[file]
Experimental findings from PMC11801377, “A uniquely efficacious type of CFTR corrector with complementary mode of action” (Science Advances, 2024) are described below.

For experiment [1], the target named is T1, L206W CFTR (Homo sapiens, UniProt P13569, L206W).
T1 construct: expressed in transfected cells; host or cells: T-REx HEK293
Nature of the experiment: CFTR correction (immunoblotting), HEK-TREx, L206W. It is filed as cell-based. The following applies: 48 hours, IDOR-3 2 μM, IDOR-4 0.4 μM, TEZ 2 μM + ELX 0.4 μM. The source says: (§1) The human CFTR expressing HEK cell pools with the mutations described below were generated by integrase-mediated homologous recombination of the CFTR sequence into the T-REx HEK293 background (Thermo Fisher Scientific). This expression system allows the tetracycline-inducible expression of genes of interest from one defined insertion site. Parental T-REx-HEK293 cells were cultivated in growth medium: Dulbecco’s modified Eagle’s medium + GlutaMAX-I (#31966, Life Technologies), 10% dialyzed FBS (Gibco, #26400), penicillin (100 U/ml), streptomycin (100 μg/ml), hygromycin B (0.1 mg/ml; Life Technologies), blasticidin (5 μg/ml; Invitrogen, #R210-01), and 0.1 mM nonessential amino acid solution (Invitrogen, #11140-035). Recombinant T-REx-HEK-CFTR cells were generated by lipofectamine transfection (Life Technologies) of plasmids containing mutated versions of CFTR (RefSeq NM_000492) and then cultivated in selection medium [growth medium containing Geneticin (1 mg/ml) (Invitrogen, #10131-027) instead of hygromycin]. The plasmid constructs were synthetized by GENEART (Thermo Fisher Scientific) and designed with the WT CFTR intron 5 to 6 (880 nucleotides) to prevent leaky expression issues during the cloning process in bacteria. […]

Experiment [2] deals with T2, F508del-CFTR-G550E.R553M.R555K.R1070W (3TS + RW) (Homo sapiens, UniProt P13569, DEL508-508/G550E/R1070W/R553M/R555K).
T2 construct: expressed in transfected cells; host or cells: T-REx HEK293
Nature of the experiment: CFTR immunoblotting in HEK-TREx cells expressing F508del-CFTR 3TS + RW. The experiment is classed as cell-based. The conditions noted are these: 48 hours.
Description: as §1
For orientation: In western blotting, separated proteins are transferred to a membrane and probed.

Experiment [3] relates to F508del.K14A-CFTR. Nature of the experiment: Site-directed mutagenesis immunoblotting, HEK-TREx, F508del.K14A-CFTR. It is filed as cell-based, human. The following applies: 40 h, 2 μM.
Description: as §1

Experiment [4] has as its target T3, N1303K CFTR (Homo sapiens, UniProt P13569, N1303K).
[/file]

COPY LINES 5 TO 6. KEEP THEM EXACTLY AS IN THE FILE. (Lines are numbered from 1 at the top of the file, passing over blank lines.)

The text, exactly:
Experiment [2] deals with T2, F508del-CFTR-G550E.R553M.R555K.R1070W (3TS + RW) (Homo sapiens, UniProt P13569, DEL508-508/G550E/R1070W/R553M/R555K).
T2 construct: expressed in transfected cells; host or cells: T-REx HEK293